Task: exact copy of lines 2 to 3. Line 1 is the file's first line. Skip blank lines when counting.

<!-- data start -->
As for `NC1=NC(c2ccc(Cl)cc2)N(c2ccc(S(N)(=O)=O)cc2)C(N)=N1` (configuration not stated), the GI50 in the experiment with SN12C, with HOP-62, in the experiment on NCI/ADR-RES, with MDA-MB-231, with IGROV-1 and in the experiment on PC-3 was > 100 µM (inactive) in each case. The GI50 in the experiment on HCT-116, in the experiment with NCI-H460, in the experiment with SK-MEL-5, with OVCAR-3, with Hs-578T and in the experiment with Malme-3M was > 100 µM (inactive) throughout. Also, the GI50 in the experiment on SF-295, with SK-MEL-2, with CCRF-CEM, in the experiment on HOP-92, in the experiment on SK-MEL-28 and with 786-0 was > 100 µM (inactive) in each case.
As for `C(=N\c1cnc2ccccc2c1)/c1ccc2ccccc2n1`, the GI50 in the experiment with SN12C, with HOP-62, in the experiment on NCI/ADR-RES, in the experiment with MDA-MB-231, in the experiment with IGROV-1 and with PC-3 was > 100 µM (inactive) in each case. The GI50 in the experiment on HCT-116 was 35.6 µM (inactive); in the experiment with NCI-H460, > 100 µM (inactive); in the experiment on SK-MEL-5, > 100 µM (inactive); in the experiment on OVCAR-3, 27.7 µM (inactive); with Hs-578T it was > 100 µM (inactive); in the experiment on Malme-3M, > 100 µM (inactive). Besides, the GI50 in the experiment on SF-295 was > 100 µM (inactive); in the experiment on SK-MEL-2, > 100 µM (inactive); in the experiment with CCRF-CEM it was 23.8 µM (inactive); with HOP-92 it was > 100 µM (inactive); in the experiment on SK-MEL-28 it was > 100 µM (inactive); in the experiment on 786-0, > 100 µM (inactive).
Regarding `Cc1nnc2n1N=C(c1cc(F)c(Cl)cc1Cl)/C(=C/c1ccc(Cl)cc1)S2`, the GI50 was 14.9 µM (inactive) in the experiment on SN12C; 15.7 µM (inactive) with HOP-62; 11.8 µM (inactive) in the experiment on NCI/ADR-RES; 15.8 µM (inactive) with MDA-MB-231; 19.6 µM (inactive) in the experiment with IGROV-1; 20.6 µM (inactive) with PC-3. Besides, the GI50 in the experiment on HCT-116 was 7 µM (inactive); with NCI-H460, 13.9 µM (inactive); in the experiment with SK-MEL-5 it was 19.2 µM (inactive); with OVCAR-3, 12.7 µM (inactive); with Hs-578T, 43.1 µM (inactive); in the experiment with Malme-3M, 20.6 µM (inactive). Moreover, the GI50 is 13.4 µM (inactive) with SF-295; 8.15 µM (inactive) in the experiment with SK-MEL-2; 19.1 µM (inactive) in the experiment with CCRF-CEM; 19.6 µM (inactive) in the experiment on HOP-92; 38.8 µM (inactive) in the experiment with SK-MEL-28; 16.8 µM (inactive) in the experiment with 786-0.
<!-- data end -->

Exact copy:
As for `C(=N\c1cnc2ccccc2c1)/c1ccc2ccccc2n1`, the GI50 in the experiment with SN12C, with HOP-62, in the experiment on NCI/ADR-RES, in the experiment with MDA-MB-231, in the experiment with IGROV-1 and with PC-3 was > 100 µM (inactive) in each case. The GI50 in the experiment on HCT-116 was 35.6 µM (inactive); in the experiment with NCI-H460, > 100 µM (inactive); in the experiment on SK-MEL-5, > 100 µM (inactive); in the experiment on OVCAR-3, 27.7 µM (inactive); with Hs-578T it was > 100 µM (inactive); in the experiment on Malme-3M, > 100 µM (inactive). Besides, the GI50 in the experiment on SF-295 was > 100 µM (inactive); in the experiment on SK-MEL-2, > 100 µM (inactive); in the experiment with CCRF-CEM it was 23.8 µM (inactive); with HOP-92 it was > 100 µM (inactive); in the experiment on SK-MEL-28 it was > 100 µM (inactive); in the experiment on 786-0, > 100 µM (inactive).
Regarding `Cc1nnc2n1N=C(c1cc(F)c(Cl)cc1Cl)/C(=C/c1ccc(Cl)cc1)S2`, the GI50 was 14.9 µM (inactive) in the experiment on SN12C; 15.7 µM (inactive) with HOP-62; 11.8 µM (inactive) in the experiment on NCI/ADR-RES; 15.8 µM (inactive) with MDA-MB-231; 19.6 µM (inactive) in the experiment with IGROV-1; 20.6 µM (inactive) with PC-3. Besides, the GI50 in the experiment on HCT-116 was 7 µM (inactive); with NCI-H460, 13.9 µM (inactive); in the experiment with SK-MEL-5 it was 19.2 µM (inactive); with OVCAR-3, 12.7 µM (inactive); with Hs-578T, 43.1 µM (inactive); in the experiment with Malme-3M, 20.6 µM (inactive). Moreover, the GI50 is 13.4 µM (inactive) with SF-295; 8.15 µM (inactive) in the experiment with SK-MEL-2; 19.1 µM (inactive) in the experiment with CCRF-CEM; 19.6 µM (inactive) in the experiment on HOP-92; 38.8 µM (inactive) in the experiment with SK-MEL-28; 16.8 µM (inactive) in the experiment with 786-0.